Citing the sources of your information gives more credibility to your writing. It shows that you have done your research, and know the prominent theories and authors in the field. Furthermore, it shows that you know how to write a research paper, that you have learned (or are learning) the conventions of the academic world, that you are on your way to becoming a credible colleague to your teachers and other reseachers. 

Another important reason to cite your sources is to enable others to find the same information. Interested readers might want to follow your argument themselves or to build on your ideas on their own.

Consequences to plagiarism in school and academic setting vary from failing the assignment or the whole class to being dismissed from the institution.

The following always need the source information listed:

  • quotations, opinions, and predictions (whether directly quoted or paraphrased)
  • statistics derived by the original author.
  • visuals (=charts, photos, other images)
  • another author’s theories
  • case studies
  • another author’s direct experimental methods or results
  • another author’s specialized research procedures or findings
Source: Style for Students Online by Joe Schall, Penn State University.

Note that any sounds you use in PowerPoint presentations must also be cited.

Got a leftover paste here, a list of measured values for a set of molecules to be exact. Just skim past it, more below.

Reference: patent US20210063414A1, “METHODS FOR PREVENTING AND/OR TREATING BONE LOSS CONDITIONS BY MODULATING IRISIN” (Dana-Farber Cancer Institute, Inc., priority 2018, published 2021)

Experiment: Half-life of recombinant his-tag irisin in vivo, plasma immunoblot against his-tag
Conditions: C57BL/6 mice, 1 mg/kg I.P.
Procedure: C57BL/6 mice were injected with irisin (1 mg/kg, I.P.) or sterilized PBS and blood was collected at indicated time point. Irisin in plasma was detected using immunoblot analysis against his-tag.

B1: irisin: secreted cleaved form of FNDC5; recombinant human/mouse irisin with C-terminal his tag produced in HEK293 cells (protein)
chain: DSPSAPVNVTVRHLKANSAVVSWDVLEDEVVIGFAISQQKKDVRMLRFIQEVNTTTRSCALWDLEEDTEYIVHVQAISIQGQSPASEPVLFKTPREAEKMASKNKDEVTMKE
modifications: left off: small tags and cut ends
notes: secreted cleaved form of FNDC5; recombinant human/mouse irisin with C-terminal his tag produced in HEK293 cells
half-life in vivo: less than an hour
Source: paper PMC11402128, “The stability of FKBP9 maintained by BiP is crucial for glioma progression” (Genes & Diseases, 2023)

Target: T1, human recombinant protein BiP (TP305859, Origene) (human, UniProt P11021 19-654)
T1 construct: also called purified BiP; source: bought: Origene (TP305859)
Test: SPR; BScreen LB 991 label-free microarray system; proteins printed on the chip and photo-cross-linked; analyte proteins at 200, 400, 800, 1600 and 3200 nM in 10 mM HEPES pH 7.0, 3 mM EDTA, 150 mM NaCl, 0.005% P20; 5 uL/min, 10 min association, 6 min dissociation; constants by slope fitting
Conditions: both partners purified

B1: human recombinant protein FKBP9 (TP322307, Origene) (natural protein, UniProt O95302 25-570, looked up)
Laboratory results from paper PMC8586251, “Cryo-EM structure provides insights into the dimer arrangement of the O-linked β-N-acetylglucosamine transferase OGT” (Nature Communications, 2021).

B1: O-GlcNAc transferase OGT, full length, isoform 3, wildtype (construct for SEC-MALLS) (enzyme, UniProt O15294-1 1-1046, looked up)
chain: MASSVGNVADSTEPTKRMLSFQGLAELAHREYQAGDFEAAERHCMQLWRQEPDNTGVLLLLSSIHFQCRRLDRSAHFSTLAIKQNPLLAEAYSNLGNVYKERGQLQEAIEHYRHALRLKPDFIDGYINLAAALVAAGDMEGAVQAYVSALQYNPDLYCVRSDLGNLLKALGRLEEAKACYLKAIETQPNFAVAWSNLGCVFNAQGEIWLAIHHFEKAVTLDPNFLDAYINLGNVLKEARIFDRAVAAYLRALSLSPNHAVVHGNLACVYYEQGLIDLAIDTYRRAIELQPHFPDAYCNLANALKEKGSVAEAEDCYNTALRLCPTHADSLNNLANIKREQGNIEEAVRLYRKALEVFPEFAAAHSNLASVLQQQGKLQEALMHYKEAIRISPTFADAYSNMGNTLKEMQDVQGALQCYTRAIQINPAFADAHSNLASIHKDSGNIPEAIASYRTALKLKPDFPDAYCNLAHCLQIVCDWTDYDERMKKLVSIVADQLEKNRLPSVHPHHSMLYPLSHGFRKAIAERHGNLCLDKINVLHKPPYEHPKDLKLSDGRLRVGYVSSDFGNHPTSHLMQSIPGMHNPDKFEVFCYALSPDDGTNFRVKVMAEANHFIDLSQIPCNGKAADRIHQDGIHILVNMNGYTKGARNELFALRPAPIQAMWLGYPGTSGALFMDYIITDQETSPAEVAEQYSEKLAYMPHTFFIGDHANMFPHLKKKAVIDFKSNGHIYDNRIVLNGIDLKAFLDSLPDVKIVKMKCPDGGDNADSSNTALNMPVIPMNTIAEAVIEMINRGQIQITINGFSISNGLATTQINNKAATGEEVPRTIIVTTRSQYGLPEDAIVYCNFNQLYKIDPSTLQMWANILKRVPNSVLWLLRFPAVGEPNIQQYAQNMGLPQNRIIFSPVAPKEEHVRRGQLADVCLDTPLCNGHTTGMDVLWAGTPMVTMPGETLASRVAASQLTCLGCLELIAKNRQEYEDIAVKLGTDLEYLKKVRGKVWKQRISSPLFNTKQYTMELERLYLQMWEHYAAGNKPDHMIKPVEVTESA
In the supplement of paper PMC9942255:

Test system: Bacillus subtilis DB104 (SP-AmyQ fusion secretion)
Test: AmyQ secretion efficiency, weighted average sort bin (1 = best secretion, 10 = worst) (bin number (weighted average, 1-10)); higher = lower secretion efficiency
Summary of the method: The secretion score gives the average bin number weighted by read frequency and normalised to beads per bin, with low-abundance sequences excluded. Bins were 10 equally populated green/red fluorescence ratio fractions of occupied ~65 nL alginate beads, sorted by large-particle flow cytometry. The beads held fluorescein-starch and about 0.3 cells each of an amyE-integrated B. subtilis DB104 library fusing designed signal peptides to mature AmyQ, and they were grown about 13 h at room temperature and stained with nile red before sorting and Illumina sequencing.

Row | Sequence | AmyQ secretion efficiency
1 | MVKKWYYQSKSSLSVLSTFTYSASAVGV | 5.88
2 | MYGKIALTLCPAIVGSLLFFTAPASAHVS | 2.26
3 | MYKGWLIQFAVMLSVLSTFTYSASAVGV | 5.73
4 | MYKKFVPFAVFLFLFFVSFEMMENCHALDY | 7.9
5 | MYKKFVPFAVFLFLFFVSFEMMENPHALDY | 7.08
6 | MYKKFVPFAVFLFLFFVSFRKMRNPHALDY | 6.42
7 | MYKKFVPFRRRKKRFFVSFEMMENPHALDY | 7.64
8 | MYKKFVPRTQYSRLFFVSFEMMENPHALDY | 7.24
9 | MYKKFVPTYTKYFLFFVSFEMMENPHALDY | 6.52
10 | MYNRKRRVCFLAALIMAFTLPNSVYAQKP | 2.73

Read more at Style for Students Online by Joe Schall, Penn State University. The Purdue Online Writing Lab (OWL) has excellent writing and citing resources.

Citation Styles

There are several different citation styles. The most commonly used ones include for example:

  • MLA (Modern Language Association)
  • APA (American Psychological Association)
  • Chicago (CMS, CMOS; Chicago Manual of Style)
  • Turabian

Which citation style to use depends on your teacher. Always ask your teacher before starting a bibliography!

EasyBib, BibMe and Others

EasyBib, BibMe, and KnightCite offer a similar service as NoodleTools. If you need to cite just one source, these services are fast alternatives to NoodleTools.

KnightCite is a citation generator hosted by the Calvin College Hekman Library. There is no advertising on KnightCite, and it is free of charge. Creating MLA format citations with EasyBib is free; APA and Chicago/Turabian require a subscription. 

The strength of NoodleTools is creating, saving, and editing a full bibliography (works cited list) over time, for example for a lengthy paper. Depending on your preferences, you also might want to choose NoodleTools of KnightCite for an ad-free experience.

Q&A: What Constitutes Plagiarism?

Which of the following actions count as plagiarism?

  • turning in someone else's work as your own
  • copying words or ideas from someone else without giving credit
  • failing to put a quotation in quotation marks
  • giving incorrect information about the source of a quotation
  • changing words but copying the sentence structure of a source without giving credit
  • copying so many words or ideas from a source that it makes up the majority of your work, whether you give credit or not

Answer: ALL of them.

NoodleTools

NoodleTools is a citation management website subscribed to by Pescosolido Library. It will manage your sources, provide proper footnote format, export your Bibliography direct to Google Docs, and manage online notecards. Many databases including JSTOR and GALE export sources directly into NoodleTools.

Creating a NoodleTools account through the school will give you free access to the full version of NoodleTools with more options than the free version.

DIRECTIONS FOR CREATING A NEW ACCOUNT:

Need More Help with NoodleTools?

If the Citation with NoodleTools guide does not answer your question, take a look at the links below.